I have known Chukwuka forever. And I mean since my first memory. He was in every moment I had lived since I was born. Our families were close neighbors, his father and mine co-owned a company and even our houses were built with a similar design. He was like a brother and we got even closer after his mother died while having his youngest brother. Although the rest of his family seemed to shut the world out, our bond wasn't broken.

"I'll never be able to stop him. One more year of life. And I'll never be able to do anything. One more year and the cycle goes on. Cheers." His words tumbled into each other.
 It honestly made no sense, but then he took off his shirt. It was odd because, this was one thing he never did. He'd keep his shirt on even when we swam. I never understood why, but now I did.

Wrapped around his torso were stars. Star shaped scars over every inch of his skin. Some healed, some still quite fresh. His back was a mosaic of horror. I couldn't believe what I saw. I was breathless. He smiled when he saw my expression.
"They don't hurt anymore bro. they don't... " he kept mumbling over and over again
"Who did this to you?" it was all I could mutter as I was still quite in shock. He kept smiling but said no more. He was drunk so I decided not to push too hard. I convinced him to rest a bit, after all it was just the early hours of the morning. After I tucked him in, I managed to lie down too, with my torrent of thoughts. This is the memory that hurts the most, if only I hadn't slept too. If I was alert, maybe I might've known that he got up later and drank some more. Took a whole lot of pills and still managed to find the strength to hang himself.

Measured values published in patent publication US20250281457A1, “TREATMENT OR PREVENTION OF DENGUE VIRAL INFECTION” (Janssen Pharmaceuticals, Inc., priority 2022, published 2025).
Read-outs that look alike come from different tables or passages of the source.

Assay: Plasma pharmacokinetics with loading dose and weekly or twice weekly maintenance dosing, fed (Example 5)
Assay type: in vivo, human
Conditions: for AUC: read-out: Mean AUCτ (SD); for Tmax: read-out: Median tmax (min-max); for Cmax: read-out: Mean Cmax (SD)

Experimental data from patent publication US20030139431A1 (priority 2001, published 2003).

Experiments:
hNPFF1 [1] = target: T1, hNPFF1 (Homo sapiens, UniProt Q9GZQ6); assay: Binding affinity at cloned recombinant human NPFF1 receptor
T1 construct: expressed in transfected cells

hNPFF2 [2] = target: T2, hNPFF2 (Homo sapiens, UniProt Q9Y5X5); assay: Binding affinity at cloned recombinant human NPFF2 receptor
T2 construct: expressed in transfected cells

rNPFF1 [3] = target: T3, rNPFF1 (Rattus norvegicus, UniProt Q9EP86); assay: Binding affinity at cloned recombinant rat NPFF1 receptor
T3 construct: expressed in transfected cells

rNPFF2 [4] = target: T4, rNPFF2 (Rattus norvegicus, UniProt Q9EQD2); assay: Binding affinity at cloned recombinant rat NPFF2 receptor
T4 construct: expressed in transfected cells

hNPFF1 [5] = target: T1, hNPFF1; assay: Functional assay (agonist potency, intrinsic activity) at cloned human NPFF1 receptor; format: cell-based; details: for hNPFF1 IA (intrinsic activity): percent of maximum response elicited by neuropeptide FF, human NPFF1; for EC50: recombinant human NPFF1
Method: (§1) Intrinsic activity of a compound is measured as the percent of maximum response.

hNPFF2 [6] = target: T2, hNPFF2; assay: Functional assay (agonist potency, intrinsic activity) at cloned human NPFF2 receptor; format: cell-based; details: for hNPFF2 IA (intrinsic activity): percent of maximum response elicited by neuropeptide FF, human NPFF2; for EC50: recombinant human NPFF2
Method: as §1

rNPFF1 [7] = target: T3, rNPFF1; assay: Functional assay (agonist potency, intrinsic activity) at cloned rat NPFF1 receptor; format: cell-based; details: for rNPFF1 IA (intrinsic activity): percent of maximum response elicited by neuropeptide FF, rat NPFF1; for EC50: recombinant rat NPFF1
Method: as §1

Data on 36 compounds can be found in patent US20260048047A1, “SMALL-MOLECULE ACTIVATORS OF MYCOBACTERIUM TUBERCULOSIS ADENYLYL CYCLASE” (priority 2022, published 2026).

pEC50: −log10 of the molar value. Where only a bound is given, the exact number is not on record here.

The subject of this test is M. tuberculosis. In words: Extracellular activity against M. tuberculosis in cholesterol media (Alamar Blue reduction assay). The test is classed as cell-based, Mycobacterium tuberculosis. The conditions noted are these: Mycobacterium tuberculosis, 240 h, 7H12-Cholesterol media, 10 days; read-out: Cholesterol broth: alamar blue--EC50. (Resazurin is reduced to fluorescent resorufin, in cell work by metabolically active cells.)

It's like where people take precautions to ensure they stay alive, Chukwuka took precautions to make sure he died.

I'm sure you now understand why the belt around his father's waist filled me with more anger than I had ever experienced in my life?

On one of the funeral days, while we stayed around the house to help out, I forced his brother to an empty room and asked him to take his shirt off. Chigozie cried like I had asked him to pick pins or sit on the air. When the shirt finally came off, I beheld the same horrors as before. Star shaped scars all over. I cried so hard I thought I'd drown myself. He spoke with too much confidence, strength a six year old wasn't supposed to have.
"Daddy says it's our fault. He says I killed mummy, he says we all did. He says if she decided not to have children, she'd still be with him now. He says if I wasn't born then she would still be here with him. He says... " He was going to go on and on but I hushed him. I wanted to hug him, and tell him he was going to be okay, that his father would never lash him with that belt again. But I knew what I had to do. I mean, in my country, most fathers don't go to jail for beating their children. I didn't think he deserved jail either.
Maybe I shouldn't have taken the law into my hands, maybe I should have spoken up or said something to someone, but I'm here now. Gazing at this cold wall in front of me, waiting for my execution. At least, I won't have to live with these memories for much longer.

Victory Okoyomoh, pen name - Victory Wrights is an Optometry Student at the University of Benin. A writer,  both prose and poetry, his works have been published in some anthologies and other websites.  He also run an instagram poetry account - @victory_wrights

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  1. OMG! Child battering is common in Nigeria and there are no measures in place to check it. Its time the law place strictures to guide the level of punishment some so called parents mete out to their child


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